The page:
Mount Everest is often the site of impressive physical feats, as climbers brave brutal conditions to scale the tallest peak in the world. But the extreme altitude takes quite a toll on the body, causing hypoxia, muscle loss, sleep apnea, and other ill effects. Many of the same symptoms are more commonly found in elderly patients suffering from heart conditions or other chronic ailments—meaning Everest provides a natural laboratory for researchers to gain a better understanding of these diseases.
A brutal Mount Everest storm might have doomed legendary climber George Mallory. How do we know? Because it’s there—in his team’s meteorological records.
Mallory was the man who, according to legend at least, responded to a question about why he’d want to climb Everest with the immortal reply, “Because it’s there.” But he and his partner, Andrew Irvine, never returned from their 1924 attempt to summit the world’s highest peak. Their lost expedition spurred decades of curiosity about their fate, a curiosity that only intensified when explorers found Mallory’s body in 1999.
For a paper published in the journal Weather, scientists have scoured the meteorological measurements taken at the expedition’s base camp at 16,500 feet and recorded in the logs. Despite the fact that those logs were brought back to Britain in 1926, the researchers argue that they haven’t been part of the discussion of Mallory’s downfall, even though the answer could be right there on the decades-old pages.
The researchers analysed barometric pressure measurements and found that during the Mallory and Irvine summit attempt, there was a pressure drop at Everest base camp of approximately 18 millibars (mbar). Lead author GW Kent Moore, from the University of Toronto, Canada, described this as “quite a large drop”. He said: “We concluded that Mallory and Irvine most likely encountered a very intense storm as they made their way towards the summit” [BBC News].
Now that’s going above and beyond the call of duty: Four doctors braved the dangers of Everest and scaled the world’s tallest mountain in order to study their tolerance to low oxygen levels experienced near the peak of the 29,000-foot mountain. The doctors, who had spent several weeks acclimatizing to the thin atmosphere, had the lowest blood oxygen levels ever recorded in a healthy, non-hibernating mammal. “You sometimes see levels this low in people who are dying because they’ve had a cardiac arrest,” says team member Mike Grocott…. “We were able to talk, walk, take the blood gas and think clearly with these levels” [New Scientist].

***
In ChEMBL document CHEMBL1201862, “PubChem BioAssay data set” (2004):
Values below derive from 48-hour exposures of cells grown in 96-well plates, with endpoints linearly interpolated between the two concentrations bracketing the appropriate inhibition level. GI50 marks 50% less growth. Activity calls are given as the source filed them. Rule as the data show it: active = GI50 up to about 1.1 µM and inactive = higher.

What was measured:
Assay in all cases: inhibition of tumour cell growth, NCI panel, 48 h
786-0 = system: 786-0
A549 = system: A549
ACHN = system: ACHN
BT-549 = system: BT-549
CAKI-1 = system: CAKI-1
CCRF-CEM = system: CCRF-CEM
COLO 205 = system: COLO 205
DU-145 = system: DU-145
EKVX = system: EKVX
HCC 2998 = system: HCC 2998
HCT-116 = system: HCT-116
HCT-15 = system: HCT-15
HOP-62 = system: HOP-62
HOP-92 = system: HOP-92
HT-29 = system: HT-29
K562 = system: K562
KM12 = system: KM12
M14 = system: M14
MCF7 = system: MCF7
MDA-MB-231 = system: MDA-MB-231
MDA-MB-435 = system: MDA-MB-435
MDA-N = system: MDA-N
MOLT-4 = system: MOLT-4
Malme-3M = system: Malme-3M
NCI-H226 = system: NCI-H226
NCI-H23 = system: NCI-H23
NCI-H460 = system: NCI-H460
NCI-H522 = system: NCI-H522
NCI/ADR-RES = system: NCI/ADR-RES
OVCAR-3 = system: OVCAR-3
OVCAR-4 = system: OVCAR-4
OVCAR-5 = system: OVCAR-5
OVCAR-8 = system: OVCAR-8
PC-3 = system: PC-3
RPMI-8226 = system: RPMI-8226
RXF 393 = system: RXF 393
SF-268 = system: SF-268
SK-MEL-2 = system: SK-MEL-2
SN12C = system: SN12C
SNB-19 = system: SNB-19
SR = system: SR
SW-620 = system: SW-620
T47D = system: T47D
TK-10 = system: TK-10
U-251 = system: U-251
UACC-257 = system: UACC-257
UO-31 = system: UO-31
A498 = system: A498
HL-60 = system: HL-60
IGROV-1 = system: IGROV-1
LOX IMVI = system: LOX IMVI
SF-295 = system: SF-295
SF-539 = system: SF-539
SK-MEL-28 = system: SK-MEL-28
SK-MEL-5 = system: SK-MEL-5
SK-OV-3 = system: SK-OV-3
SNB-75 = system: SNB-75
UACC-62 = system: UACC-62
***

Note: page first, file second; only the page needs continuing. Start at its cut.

The doctors couldn’t take blood samples on the summit because conditions were too severe, with high winds and temperatures of around -13 degrees Fahrenheit. But once they descended to about 27,500 feet the doctors removed their gloves, unzipped their down suits and drew blood from the femoral artery in the groin. The samples were then carried by Sherpas back down the mountain and analysed within two hours at a science lab set up at the team’s camp [BBC News] at about 21,000 feet. Although the climbers had used oxygen tanks during their ascent, they removed their masks twenty minutes before conducting the test to avoid skewing the readings. The findings, they say, may have implications for doctors who worry about the blood oxygen levels of critically ill patients.
A new study has found that 1.3 percent of the ambitious climbers who test themselves on the world’s highest mountain, Mount Everest, will die before returning to base camp, a higher rate than that of other peaks. The host of hazards awaiting those who dare to climb the 29,000-foot (8,850 meter) Himalayan mountain include extreme cold, whipping winds, changing weather, treacherous climbs and avalanches. Oxygen content in the air is only a third of that at sea level [Reuters]. But the main cause of death isn’t avalanches, falls, or respiratory problems brought on by the thin atmosphere, researchers found–nor is it monster attacks. “Nobody was attacked by any Yeti or anything else” [Reuters], study coauthor Paul Firth helpfully added.
Instead, the most frequent cause of death is brain swelling brought on by the altitude, which is accompanied by confusion and lack of coordination. Study coauthor Kent Moore explains: “With the low barometric pressure and lack of oxygen, there tends to be a seepage of fluid out of the blood vessels. When this happens in the brain, it causes swelling. It tends to impair cognitive function. That’s probably what causes a lot of the deaths.” Climbers with this problem fall behind, become lethargic, and may become disoriented – none of which has anything to do with their level of physical fitness [Canwest News Service].